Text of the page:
Brain tumor stem cells from an adenoid glioblastoma multiforme

Naoki Oka, Akio Soeda, Shinji Noda, Toru Iwama
Neurologia Medico-chirurgica 2009, 49 (4): 146-50; discussion 150-1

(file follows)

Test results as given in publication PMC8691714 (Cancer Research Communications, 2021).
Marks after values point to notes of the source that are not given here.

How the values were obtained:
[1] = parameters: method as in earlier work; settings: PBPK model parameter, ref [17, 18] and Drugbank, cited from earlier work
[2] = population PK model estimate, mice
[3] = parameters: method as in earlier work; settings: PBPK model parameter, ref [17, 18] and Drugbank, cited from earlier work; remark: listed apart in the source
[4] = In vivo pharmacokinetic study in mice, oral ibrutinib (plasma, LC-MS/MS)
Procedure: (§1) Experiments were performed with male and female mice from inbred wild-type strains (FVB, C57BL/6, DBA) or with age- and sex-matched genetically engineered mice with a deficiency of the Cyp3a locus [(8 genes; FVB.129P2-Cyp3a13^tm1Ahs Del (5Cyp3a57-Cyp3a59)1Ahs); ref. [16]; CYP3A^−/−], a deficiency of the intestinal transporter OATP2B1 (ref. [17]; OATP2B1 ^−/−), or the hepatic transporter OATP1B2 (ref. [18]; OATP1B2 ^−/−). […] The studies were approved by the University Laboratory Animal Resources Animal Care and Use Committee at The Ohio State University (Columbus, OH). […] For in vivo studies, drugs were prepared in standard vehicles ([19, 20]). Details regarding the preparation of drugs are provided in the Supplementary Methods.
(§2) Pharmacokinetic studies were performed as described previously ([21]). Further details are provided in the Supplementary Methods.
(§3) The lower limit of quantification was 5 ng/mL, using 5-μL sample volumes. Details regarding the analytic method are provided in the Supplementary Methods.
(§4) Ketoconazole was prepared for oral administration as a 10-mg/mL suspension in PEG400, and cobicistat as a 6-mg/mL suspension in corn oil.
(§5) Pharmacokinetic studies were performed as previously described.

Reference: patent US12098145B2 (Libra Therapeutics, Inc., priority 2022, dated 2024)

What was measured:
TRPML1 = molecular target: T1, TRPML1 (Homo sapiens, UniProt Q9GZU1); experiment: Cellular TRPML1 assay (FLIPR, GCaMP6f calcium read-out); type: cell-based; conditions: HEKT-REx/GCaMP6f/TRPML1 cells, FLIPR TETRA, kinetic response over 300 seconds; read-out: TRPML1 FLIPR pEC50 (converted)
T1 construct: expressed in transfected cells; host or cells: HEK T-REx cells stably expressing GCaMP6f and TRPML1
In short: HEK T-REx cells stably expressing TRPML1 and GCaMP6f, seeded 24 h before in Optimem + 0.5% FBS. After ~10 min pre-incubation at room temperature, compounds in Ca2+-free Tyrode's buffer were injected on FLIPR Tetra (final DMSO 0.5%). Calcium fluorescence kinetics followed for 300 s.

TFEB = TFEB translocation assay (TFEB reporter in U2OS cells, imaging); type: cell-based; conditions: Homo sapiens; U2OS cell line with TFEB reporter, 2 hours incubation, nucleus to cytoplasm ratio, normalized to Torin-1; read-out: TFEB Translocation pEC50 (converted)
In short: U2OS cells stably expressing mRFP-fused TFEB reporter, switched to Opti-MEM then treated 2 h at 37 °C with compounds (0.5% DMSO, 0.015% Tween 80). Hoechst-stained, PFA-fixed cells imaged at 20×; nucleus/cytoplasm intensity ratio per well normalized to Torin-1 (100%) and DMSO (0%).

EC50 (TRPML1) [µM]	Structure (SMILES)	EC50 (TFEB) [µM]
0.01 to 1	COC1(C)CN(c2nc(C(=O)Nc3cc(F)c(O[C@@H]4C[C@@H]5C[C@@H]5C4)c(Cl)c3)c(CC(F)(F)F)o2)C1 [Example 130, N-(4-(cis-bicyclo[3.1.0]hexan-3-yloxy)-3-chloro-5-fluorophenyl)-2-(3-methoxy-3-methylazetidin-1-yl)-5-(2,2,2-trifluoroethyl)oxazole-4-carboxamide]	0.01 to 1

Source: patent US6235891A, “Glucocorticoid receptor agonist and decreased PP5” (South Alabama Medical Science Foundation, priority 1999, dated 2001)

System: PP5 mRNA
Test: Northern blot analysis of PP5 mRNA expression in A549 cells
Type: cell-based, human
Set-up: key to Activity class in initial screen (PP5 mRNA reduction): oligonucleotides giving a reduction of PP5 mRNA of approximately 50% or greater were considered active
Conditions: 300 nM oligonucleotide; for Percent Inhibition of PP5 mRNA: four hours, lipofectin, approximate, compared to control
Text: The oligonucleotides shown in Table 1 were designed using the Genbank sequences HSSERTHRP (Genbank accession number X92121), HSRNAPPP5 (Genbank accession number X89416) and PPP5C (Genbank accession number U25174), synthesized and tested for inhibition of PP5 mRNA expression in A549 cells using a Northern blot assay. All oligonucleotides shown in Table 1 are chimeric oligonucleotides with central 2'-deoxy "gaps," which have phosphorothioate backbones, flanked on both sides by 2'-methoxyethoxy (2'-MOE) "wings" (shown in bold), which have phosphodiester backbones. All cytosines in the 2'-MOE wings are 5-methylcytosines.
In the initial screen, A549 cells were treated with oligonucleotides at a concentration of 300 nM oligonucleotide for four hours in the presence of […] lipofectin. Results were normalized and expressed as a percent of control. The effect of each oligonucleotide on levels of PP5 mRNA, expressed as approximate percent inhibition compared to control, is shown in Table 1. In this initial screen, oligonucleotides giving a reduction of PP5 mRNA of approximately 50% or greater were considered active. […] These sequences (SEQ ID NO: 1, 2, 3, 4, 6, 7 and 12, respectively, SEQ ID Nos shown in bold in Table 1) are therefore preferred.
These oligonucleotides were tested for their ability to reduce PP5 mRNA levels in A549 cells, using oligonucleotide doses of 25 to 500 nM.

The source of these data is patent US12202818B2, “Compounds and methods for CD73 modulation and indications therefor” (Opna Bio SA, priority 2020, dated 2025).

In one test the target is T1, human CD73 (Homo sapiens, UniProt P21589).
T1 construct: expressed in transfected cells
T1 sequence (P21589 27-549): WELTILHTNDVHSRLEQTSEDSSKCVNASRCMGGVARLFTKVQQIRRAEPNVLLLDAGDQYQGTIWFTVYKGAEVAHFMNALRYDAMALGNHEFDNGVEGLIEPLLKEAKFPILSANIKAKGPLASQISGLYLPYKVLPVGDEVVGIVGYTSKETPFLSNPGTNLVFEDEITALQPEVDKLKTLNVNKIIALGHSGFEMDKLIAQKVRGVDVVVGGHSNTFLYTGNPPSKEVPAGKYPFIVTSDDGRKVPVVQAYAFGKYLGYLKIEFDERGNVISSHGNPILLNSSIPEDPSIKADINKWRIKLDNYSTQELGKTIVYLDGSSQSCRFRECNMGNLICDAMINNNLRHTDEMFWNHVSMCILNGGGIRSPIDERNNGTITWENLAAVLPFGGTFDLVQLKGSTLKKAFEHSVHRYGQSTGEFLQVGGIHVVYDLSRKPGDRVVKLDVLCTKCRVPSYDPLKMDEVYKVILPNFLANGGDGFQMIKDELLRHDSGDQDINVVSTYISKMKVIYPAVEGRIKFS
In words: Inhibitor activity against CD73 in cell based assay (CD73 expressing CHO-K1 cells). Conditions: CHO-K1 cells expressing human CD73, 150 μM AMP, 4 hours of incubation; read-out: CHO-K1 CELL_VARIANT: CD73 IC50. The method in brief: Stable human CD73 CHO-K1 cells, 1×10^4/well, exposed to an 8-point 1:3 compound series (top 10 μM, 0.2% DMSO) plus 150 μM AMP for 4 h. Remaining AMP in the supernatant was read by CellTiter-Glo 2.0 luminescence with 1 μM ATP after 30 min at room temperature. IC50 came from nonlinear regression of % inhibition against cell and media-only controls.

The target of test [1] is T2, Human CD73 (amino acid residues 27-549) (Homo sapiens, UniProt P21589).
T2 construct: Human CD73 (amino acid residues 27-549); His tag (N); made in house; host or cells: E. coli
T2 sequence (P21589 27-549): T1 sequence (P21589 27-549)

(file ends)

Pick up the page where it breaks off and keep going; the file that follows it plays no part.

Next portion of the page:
Brain tumors may arise from and contain cancer stem cells (CSCs) capable of self-renewal, proliferation, and differentiation that recapitulate the parent tumor. These CSCs are thought to be important in gliomagenesis. Detection of CSCs invading the adjacent brain regions is important for the diagnosis and effective treatment of glioblastoma multiforme (GBM). A 57-year-old man presented with an adenoid GBM, and underwent resection of the tumor. Multipotent, self-renewing cells derived from the human adenoid GBM were isolated and identified with the tumor-derived stem cell surface antigen CD133 from whole autopsied patient's brain. Tumorsphere culture and flow cytometric analysis revealed that 1.02-2.32% of the cells were positive for CD133. Transplantation of cultured tumorspheres into the mice brain resulted in the formation of well-defined tumor masses after 12 weeks. The histological and immunohistochemical characteristics of the xenograft were identical to those of the parent tumor. Examination of the patient's brain at autopsy showed CD133-positive cells were identified in the brain regions adjacent to the tumor, suggesting that CD133-positive CSCs might be localized to the vascular niche. Methods to localize CSCs may open new approaches for the treatment of brain tumors.

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